A dispute in Portland is bringing to light the age old question of whether fare cuts or service increases are the best way to "improve" transit. Both options improve ridership.
The high-level answer is pretty simple.
- If you want transit to be mainly for low-income people who have a low value of time, cut fares, as this is an improvement targeted to benefit only the cost-sensitive. By not improving service, this choice may also lead to an increased "stigma" around transit as it is perceived, with increasing accuracy, as a low-quality experience that is of no relevance to people who have choices.
- If you want transit to be useful to a broad spectrum of the population, increase service.
Cutting fares is good for lower-income people, while increasing service is good for almost everyone, including many low-income people.
But it's not as good for some low-income people, and that's the interesting nuance in this particular story.
OPAL, an environmental justice organization that claims to focus on the needs of low-income people, is demanding that Portland's transit agency, Tri-Met, institute a fare cut. The cut is specifically in the form of extending the period for which a cash fare is valid from two to three hours, an interesting issue that the Oregonian's Joseph Rose explores in a good article today. (The headline is offensive, but reporters don't write headlines.)
At the same time, Portland has a throughly inadequate level of midday service, by almost any standard. In the context of cities of Portland's size and age, Tri-Met practically invented the high-frequency grid that enables easy anywhere to anywhere travel in the city, but in 2009 it destroyed that convenience by cutting service to 17-20 minute frequencies. At those frequencies, the connections on which the grid relies are simply too time-wasting. Those cuts correlated with substantial ridership losses at the time.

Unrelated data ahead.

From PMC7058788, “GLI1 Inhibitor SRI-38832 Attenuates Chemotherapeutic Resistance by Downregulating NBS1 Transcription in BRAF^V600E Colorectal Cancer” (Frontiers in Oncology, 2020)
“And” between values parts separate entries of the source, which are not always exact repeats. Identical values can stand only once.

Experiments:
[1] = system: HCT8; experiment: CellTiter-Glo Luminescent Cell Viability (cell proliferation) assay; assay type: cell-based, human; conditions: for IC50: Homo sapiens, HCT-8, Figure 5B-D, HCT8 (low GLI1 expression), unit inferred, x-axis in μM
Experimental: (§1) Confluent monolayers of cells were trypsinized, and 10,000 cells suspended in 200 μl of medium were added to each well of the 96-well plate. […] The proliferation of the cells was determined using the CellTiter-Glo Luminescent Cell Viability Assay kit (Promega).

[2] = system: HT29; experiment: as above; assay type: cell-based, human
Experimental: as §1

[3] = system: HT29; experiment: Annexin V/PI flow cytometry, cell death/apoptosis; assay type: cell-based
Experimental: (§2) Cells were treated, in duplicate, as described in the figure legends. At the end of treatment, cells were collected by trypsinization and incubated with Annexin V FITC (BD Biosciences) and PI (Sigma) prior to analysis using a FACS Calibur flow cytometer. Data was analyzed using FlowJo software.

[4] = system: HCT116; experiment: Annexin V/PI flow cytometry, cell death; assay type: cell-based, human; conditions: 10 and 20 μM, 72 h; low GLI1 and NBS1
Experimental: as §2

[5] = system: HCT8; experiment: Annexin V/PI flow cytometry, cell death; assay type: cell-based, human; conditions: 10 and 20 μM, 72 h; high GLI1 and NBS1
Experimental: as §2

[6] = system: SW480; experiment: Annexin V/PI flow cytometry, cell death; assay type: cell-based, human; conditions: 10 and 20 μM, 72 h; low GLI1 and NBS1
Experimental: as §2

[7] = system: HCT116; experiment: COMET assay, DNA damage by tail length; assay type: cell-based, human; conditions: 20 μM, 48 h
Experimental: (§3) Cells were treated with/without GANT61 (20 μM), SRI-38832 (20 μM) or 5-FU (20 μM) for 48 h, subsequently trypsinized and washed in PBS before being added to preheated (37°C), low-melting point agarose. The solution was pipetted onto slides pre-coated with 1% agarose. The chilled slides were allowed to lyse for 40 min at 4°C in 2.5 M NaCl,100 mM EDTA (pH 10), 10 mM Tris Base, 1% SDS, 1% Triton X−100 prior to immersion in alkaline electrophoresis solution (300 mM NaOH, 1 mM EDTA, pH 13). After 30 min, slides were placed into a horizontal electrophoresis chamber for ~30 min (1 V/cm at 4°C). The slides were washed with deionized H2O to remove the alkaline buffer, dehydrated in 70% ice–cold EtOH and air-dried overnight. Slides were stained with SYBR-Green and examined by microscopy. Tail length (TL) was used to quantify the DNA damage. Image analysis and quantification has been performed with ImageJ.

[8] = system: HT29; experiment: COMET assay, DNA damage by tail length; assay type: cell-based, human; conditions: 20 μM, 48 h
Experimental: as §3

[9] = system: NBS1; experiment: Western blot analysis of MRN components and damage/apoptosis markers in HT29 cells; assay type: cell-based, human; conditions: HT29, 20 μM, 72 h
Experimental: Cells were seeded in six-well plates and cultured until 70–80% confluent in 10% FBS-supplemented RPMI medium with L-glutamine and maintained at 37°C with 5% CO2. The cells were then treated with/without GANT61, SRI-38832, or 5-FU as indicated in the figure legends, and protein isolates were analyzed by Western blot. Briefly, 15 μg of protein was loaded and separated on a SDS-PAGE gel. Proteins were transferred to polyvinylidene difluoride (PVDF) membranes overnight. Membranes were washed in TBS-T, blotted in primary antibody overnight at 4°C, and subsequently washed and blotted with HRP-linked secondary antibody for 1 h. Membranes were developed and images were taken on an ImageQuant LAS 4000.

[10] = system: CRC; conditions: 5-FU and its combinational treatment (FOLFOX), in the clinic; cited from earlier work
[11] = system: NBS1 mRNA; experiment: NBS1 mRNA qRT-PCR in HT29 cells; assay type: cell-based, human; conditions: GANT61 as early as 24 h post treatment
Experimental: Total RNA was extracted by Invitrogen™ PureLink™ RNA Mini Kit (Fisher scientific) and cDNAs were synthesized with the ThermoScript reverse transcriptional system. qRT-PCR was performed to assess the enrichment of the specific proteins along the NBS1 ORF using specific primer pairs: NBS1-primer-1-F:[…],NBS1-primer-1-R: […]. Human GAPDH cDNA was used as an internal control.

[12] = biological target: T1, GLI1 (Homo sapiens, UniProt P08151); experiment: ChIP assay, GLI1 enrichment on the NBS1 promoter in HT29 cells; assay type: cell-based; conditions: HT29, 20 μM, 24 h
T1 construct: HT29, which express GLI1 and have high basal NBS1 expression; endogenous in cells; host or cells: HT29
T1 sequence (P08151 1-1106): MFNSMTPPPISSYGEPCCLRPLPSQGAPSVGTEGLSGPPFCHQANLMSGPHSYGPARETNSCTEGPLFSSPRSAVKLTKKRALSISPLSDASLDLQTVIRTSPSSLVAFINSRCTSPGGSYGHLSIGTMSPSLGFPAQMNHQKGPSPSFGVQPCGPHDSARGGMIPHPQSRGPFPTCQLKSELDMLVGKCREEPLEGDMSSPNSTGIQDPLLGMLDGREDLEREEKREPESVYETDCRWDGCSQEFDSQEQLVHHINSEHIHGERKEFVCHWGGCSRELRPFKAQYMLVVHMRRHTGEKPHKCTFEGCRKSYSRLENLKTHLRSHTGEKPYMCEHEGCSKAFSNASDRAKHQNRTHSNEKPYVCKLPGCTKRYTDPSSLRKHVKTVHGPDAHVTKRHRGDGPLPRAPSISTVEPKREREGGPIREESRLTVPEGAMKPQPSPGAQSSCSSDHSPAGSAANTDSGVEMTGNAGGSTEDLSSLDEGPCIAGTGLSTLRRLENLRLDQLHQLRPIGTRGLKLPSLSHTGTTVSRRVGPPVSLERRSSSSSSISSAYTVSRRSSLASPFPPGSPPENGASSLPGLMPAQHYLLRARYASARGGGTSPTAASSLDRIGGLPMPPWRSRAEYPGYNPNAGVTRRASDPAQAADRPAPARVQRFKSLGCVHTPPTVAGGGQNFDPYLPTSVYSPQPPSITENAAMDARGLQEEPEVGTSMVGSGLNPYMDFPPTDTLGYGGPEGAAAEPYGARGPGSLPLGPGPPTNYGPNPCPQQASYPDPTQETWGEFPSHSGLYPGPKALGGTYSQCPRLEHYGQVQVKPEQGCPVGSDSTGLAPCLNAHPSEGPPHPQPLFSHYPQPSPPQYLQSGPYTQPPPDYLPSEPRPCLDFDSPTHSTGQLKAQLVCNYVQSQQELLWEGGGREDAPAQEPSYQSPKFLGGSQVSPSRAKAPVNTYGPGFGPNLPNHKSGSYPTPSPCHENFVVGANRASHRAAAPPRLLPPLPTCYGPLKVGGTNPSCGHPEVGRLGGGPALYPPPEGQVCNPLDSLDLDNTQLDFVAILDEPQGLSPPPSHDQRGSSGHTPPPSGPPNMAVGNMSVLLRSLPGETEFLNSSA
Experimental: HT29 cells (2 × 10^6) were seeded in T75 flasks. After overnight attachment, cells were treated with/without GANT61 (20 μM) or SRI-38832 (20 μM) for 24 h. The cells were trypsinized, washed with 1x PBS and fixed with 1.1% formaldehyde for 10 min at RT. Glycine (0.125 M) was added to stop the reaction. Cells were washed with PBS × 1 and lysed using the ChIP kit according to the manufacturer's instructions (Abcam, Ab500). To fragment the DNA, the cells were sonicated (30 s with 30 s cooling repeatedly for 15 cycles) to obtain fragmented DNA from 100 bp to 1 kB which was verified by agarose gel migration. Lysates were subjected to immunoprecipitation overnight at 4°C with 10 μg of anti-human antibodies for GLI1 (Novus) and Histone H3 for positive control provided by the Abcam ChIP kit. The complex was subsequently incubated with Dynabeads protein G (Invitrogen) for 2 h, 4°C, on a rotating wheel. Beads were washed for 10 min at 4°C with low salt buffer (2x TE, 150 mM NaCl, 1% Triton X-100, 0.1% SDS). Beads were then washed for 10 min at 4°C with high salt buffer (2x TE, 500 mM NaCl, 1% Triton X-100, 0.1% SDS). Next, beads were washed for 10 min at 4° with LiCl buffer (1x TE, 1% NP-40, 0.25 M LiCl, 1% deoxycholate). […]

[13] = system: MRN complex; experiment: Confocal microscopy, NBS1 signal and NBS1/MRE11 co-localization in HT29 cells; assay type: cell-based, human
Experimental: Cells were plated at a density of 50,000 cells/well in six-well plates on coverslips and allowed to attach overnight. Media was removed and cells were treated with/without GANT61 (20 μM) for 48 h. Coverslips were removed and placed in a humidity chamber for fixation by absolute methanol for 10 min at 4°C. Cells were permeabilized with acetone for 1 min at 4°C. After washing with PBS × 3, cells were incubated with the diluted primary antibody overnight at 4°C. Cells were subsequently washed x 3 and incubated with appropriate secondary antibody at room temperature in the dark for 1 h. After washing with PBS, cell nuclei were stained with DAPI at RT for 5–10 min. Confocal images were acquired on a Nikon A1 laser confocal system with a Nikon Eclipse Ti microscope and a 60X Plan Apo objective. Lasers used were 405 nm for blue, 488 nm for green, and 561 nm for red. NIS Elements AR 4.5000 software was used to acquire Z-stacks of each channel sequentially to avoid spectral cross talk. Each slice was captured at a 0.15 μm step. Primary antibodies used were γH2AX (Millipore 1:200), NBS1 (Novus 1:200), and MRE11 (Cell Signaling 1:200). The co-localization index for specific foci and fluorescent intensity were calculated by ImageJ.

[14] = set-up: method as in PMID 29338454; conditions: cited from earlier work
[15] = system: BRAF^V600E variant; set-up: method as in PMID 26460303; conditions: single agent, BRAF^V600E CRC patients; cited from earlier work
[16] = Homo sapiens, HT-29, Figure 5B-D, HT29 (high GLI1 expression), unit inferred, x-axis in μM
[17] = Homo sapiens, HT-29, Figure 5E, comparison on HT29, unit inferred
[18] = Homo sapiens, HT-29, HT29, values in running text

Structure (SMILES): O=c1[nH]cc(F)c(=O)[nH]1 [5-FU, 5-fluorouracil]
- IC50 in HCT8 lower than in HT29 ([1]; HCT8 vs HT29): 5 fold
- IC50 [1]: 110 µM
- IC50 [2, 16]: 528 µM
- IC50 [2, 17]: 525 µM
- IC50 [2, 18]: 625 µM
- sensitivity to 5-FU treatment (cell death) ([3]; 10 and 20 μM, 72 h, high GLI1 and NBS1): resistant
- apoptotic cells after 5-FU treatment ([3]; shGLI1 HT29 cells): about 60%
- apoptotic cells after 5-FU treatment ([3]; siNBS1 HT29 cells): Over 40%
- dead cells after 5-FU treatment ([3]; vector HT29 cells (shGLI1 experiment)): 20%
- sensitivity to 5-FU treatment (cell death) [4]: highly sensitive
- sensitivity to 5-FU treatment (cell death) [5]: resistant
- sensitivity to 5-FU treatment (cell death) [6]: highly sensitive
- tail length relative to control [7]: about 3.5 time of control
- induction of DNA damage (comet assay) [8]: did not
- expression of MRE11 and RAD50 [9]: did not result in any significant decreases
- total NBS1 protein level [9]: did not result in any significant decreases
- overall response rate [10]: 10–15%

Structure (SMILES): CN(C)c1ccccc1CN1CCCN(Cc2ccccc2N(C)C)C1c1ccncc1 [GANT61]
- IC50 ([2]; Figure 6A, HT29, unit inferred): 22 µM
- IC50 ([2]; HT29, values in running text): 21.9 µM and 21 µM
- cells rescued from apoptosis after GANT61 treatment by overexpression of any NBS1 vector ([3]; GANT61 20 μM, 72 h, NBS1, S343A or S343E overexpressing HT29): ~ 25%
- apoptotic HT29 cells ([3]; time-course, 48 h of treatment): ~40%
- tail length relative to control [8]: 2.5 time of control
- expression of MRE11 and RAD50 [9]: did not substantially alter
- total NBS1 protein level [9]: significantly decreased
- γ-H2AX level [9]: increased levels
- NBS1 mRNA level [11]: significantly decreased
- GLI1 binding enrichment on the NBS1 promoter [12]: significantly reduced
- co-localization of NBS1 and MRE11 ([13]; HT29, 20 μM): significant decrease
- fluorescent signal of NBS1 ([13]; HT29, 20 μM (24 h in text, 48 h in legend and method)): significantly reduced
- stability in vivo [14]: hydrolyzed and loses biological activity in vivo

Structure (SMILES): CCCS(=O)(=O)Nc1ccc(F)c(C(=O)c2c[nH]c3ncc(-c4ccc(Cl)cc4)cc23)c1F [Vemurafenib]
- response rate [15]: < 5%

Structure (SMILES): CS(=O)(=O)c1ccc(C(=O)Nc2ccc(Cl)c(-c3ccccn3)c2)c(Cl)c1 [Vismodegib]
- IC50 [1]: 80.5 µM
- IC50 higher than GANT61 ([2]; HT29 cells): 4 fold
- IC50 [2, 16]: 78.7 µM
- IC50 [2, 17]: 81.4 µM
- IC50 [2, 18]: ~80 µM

OPAL's demand for a fare cut costing $2.6 million (about 2% of the agency's revenue) is, mathematically, also a demand that Tri-Met should not restore frequent service. This money (about 80 vehicle-hours of service per day) is more than enough to restore frequent all-day service on several major lines.
The rich irony of this proposal is that OPAL uses those service cuts to justify its proposed fare reduction. In Portland, the basic cash fare purchases a two-hour pass that enables the passenger to transfer one or two times. Because of the frequency cuts, transfers are now taking longer, and a few are taking too long for the two-hour pass. OPAL therefore wants the pass to be good for longer.
So OPAL's position is that because service has been cut, Tri-Met must mitigate the impact on low-income people instead of just fixing the problem.
In particular, OPAL wants a solution that benefits only people who are money-poor but time-rich, a category that tends to include the low-income retired, disabled, and underemployed. You must be both money-poor and time-rich to benefit from a system that reduces fares but wastes more and more of your time due to low frequencies and bad connections.
If, on the other hand, you are money-poor and time-poor — working two jobs and taking a class and rushing to daycare — you will benefit from a good network that saves you time as much as from one that saves you money. But that means you don't have time to go to meetings or be heard. We transit professionals see these busy low-income people on our systems and care about their needs, but we also know that we're not going to hear their voice as much from advocacy organizations, because they just don't have time to get involved.
The same is true, by the way, of the vast working middle class. In the transit business, we get lots of comments the money-poor-but-time-rich, who have time to get involved, and from the wealthy, who can hire others to represent them. We don't hear as much from the middle class or from the money-poor-and-time-poor, even though those groups dominate ridership. But hey, we understand! They're just too busy.